Her t-shirt says MODERN FARMER. Architect turned Agri-Innovator Mary Ostafi is one, in spades. Her vision, hard work and business savvy continues to grow St. Louis first urban farm on top of a downtown building: Urban Harvest STL.
When Earthworms last talked with Mary, in June 2015, she was just digging in for her Food Roof's first, short growing season. She had blown through the roof of a Kickstarter campaign and secured a big stormwater management grant and was planting the seeds of her enterprising dream firmly atop the second story of a warehouse building in the city's core.
This year, she and her largely volunteer team are fixin' to post achievement gains well over that first season's impressive growth of 1,033 pounds of food produced from 62 varieties of plants, with 60% of it donated to further Urban Harvest's mission to "Grow Food Where You Live!" Mary Ostafi's timing was perfect for planting her non-profit idea firmly into the living soil of both the sustainable food and food justice movements that are sweeping St. Louis and the country overall. Urban Harvest works in partnership with social service leaders like the St. Louis Food Policy Coalition, St. Patrick Center, St. Louis Metro Market and more, and has tapped into the farmer training program of EarthDance Farms to create one job in the farm's first year, and significantly boost the profile of all this collaborative energy. Plus eating WELL - and hosting parties!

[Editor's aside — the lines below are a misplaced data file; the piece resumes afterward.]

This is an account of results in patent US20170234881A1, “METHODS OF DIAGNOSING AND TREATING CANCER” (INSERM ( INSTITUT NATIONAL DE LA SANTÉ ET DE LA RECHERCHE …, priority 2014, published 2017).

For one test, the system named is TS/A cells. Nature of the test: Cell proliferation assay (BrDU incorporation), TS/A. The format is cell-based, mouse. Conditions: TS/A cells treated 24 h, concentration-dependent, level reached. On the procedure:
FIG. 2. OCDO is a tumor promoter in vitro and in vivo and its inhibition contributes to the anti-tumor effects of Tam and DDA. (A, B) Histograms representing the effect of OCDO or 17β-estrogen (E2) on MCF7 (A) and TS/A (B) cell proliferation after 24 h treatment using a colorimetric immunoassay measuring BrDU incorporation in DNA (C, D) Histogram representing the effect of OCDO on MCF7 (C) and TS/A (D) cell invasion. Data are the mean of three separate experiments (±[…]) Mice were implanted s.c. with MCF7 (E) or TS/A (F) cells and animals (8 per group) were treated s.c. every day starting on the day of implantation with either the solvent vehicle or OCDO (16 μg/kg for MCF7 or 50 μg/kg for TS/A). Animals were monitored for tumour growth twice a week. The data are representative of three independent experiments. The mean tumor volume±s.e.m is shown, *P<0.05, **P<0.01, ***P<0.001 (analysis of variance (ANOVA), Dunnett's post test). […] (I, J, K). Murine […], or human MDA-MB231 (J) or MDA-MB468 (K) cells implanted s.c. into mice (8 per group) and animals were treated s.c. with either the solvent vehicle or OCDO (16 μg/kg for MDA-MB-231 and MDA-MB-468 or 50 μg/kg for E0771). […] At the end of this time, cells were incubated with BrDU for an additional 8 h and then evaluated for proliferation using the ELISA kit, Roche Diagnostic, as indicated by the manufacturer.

Check out the Food Roof as a volunteer, any Saturday morning - and get your tix while they last for RAISE THE ROOF, the first Urban Harvest fund-raiser on Thursday Sept 22 - which happily also happens to be the Autumnal Equinox.
Earthworms salutes you, Mary Ostafi - YOU GROW GREEN GIRL!
Thanks to Josh Nothum, Earthworms engineer.
Music: Redwing by Currycorn - performed live at KDHX March, 2011
Related Earthworms Conversations:
Fruit or Vegetable? To clear up the question in this interview: a fruit is a seed-bearing structure that develops from the ovary of a flowering plant, whereas vegetables are all other plant parts, such as roots, leaves and stems. BUT there's overlap, thank you tomatoes - and always something else to learn.